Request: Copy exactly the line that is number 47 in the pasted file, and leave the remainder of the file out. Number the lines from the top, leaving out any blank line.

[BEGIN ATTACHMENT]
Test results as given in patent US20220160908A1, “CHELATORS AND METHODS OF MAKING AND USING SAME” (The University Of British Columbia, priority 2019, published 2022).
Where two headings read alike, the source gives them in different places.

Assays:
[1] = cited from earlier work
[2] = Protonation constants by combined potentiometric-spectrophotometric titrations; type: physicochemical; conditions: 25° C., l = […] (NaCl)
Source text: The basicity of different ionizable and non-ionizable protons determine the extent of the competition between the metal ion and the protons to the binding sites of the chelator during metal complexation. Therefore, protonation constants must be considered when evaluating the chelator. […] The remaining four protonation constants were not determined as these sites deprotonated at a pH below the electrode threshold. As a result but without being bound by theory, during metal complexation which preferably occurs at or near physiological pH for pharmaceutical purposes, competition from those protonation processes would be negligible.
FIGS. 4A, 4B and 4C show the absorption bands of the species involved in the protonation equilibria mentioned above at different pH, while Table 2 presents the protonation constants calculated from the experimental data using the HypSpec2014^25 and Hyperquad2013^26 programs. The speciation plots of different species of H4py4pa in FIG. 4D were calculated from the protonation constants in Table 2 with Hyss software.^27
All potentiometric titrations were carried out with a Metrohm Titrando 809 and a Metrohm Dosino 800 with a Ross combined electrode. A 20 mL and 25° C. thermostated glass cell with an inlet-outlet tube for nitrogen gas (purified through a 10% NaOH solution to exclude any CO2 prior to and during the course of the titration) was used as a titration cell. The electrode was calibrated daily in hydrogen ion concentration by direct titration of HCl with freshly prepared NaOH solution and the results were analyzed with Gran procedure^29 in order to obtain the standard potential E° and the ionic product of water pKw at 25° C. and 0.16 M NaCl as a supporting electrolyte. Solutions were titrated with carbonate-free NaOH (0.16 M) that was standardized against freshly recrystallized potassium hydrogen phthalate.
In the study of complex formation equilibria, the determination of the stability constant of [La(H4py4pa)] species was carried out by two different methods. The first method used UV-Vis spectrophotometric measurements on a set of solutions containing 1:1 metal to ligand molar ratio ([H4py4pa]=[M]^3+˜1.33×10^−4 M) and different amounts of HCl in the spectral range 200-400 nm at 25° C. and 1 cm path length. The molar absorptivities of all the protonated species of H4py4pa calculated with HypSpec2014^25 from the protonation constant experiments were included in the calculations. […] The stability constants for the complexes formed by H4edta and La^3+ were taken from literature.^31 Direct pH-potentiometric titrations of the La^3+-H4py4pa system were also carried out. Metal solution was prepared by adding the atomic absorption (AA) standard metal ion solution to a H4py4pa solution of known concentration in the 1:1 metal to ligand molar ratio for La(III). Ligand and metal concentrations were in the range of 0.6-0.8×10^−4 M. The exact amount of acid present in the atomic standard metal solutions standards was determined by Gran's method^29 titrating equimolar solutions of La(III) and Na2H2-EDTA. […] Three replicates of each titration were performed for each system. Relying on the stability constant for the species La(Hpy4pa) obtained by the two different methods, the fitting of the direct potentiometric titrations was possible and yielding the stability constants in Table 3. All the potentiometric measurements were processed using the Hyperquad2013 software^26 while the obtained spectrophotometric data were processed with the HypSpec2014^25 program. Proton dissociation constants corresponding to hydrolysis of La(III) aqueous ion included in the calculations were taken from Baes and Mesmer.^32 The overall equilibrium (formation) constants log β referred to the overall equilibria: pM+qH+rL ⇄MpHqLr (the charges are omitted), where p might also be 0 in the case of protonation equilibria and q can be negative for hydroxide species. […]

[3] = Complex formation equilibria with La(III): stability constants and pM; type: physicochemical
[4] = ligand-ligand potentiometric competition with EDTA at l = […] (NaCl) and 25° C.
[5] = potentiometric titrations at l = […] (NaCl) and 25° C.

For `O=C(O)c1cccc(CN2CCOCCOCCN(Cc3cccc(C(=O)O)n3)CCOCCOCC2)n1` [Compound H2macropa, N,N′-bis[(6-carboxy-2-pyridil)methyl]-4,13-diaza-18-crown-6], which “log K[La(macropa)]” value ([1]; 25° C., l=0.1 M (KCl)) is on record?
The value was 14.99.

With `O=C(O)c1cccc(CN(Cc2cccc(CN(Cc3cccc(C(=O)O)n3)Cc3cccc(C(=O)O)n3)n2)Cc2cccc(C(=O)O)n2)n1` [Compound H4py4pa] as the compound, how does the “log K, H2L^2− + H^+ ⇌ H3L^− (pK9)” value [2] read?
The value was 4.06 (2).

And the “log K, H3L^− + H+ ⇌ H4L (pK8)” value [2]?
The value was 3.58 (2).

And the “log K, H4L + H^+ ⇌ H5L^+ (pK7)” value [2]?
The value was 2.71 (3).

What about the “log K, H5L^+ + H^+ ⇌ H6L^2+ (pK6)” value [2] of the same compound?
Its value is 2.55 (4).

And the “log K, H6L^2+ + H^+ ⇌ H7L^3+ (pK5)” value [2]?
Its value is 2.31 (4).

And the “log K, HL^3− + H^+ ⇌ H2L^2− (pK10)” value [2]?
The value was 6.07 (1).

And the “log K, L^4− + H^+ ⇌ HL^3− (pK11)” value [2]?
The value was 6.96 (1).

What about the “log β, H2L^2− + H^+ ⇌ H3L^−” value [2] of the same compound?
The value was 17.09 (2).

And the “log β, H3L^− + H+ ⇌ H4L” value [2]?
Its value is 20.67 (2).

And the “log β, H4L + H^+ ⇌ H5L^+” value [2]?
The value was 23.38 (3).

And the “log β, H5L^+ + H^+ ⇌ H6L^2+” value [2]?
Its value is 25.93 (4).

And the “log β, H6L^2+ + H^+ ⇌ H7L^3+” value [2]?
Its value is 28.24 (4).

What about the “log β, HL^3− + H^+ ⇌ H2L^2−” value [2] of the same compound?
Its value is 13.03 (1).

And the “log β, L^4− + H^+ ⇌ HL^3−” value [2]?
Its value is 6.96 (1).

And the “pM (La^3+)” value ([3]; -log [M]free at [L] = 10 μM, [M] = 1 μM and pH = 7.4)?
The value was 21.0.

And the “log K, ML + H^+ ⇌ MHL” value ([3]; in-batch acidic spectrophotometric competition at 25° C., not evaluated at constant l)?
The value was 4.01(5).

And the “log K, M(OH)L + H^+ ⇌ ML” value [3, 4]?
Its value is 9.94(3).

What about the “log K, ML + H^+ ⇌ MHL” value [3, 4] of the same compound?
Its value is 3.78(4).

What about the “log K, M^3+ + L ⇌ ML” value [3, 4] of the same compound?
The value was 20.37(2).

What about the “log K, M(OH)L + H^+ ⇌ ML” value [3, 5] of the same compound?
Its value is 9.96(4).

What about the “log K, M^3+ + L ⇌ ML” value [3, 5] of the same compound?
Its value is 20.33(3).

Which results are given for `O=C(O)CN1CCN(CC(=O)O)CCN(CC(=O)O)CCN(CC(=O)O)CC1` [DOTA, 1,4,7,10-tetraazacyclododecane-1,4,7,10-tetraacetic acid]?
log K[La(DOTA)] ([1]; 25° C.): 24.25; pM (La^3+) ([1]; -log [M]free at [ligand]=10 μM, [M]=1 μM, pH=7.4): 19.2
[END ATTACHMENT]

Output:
And the “log K, M(OH)L + H^+ ⇌ ML” value [3, 4]?